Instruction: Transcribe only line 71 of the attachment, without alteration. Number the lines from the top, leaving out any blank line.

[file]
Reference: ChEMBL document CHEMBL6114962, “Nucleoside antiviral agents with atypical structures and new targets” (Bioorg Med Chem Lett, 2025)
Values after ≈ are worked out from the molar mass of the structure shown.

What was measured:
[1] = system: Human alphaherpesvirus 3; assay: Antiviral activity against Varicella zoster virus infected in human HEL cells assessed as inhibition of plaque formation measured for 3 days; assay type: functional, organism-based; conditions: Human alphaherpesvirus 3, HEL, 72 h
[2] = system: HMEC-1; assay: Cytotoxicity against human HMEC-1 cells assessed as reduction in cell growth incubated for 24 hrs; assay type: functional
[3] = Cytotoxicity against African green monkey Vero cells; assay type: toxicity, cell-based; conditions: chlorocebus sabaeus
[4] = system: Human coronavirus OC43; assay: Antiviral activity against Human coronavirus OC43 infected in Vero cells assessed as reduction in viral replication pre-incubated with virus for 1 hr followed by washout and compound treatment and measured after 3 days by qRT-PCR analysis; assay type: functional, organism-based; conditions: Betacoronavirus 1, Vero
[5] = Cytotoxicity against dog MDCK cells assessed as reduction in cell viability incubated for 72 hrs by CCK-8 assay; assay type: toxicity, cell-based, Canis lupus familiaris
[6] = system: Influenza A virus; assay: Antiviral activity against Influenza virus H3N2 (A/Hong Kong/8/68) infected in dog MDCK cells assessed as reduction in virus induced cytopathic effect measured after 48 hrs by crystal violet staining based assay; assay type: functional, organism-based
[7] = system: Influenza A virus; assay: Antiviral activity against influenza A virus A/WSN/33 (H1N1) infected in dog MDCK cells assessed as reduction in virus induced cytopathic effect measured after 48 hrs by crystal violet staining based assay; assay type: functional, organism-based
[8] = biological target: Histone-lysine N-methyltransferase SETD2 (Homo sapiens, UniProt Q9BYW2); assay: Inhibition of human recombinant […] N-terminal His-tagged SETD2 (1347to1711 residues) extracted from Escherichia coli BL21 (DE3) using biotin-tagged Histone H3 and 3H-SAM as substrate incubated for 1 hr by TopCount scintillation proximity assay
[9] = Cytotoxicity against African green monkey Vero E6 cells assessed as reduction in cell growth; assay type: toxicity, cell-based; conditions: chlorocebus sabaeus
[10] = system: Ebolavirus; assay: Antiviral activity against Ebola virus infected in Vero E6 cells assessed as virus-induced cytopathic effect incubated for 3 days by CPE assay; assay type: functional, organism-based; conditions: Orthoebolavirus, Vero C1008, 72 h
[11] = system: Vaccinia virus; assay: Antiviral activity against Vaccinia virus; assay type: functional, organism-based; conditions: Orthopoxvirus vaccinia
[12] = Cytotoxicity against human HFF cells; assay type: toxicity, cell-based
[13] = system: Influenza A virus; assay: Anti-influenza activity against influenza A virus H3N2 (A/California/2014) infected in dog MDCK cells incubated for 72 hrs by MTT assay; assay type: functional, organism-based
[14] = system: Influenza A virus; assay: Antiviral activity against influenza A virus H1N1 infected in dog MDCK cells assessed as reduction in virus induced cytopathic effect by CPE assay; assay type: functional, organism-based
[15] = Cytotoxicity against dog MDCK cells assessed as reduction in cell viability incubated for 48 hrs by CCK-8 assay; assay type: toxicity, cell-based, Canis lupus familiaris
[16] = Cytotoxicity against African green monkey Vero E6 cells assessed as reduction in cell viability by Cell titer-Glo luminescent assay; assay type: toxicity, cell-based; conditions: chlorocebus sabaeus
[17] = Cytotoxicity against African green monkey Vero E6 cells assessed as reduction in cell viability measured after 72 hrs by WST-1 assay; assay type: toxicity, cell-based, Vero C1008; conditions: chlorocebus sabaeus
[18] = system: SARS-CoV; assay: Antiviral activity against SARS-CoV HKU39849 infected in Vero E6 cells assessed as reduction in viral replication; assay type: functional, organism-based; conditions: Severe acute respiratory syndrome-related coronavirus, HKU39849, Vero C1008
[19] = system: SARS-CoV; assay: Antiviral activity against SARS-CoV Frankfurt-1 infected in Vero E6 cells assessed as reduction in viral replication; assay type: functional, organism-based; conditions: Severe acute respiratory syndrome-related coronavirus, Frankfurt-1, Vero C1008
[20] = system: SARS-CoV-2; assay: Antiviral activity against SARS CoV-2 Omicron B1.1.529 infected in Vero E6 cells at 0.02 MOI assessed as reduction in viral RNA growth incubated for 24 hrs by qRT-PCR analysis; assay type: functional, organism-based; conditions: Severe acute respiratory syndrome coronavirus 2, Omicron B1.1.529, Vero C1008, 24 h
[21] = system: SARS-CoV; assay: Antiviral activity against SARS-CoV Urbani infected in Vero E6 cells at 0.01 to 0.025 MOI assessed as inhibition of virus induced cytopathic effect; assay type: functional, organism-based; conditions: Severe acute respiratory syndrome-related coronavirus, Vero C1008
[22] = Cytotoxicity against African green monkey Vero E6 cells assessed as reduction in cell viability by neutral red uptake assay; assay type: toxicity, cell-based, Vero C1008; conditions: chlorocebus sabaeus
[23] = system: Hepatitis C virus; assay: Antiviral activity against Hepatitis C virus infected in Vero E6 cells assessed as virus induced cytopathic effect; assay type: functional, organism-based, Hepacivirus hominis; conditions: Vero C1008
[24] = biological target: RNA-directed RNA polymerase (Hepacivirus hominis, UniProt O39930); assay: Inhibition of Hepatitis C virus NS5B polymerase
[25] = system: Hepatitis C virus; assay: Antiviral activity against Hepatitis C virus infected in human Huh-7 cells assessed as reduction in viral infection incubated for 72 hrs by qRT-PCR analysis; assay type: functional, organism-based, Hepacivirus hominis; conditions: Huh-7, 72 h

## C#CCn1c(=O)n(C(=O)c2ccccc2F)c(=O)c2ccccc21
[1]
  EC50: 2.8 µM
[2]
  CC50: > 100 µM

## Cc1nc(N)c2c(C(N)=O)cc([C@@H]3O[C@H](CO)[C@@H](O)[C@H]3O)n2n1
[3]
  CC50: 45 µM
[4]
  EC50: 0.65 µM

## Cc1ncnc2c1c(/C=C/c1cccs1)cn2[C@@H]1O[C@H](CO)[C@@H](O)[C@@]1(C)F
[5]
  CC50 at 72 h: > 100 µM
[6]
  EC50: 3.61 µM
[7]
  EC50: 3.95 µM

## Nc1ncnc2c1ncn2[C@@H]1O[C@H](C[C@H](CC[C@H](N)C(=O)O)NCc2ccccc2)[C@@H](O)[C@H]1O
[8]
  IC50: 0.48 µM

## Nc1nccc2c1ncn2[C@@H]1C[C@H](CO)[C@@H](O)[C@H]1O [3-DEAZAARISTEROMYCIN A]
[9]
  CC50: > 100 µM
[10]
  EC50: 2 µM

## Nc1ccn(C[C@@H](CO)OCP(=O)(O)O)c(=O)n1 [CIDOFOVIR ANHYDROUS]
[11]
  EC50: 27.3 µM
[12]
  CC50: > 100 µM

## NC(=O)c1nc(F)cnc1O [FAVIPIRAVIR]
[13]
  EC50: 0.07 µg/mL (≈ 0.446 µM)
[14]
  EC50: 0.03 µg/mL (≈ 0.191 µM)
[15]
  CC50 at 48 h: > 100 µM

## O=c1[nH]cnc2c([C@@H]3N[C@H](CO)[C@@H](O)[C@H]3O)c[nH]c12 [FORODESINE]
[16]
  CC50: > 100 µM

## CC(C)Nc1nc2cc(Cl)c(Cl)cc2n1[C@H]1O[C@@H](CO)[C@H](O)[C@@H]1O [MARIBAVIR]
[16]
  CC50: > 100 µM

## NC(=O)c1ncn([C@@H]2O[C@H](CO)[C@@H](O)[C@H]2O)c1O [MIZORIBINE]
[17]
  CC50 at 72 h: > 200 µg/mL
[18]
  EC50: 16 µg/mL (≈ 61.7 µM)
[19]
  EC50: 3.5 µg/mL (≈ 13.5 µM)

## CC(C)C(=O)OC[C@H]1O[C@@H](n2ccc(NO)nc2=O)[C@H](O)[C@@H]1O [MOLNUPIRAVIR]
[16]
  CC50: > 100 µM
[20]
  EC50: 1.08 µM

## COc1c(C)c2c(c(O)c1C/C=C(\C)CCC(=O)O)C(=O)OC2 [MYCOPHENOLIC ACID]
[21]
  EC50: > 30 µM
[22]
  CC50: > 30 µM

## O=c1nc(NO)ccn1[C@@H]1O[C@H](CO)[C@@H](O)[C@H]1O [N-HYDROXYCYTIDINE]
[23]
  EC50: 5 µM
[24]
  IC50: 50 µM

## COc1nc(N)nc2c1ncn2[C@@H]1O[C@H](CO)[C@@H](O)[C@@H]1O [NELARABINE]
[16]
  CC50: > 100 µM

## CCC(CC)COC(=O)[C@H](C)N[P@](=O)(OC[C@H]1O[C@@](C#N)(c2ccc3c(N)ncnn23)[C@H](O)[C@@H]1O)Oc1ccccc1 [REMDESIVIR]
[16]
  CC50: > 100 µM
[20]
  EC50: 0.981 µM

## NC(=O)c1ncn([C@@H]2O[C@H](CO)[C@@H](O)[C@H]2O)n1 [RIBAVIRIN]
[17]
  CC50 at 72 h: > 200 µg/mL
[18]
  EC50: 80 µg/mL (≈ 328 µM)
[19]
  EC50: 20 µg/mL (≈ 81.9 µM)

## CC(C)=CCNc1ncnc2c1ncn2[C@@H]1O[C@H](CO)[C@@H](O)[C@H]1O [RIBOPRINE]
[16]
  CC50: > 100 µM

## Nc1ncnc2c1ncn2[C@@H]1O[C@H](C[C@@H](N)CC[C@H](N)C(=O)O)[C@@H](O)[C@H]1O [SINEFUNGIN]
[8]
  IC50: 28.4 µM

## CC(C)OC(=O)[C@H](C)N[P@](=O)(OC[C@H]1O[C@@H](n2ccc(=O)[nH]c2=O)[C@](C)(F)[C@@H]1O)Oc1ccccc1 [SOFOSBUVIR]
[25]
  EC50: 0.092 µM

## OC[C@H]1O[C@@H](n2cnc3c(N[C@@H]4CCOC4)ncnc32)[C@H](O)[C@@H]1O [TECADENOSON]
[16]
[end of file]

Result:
  CC50: > 100 µM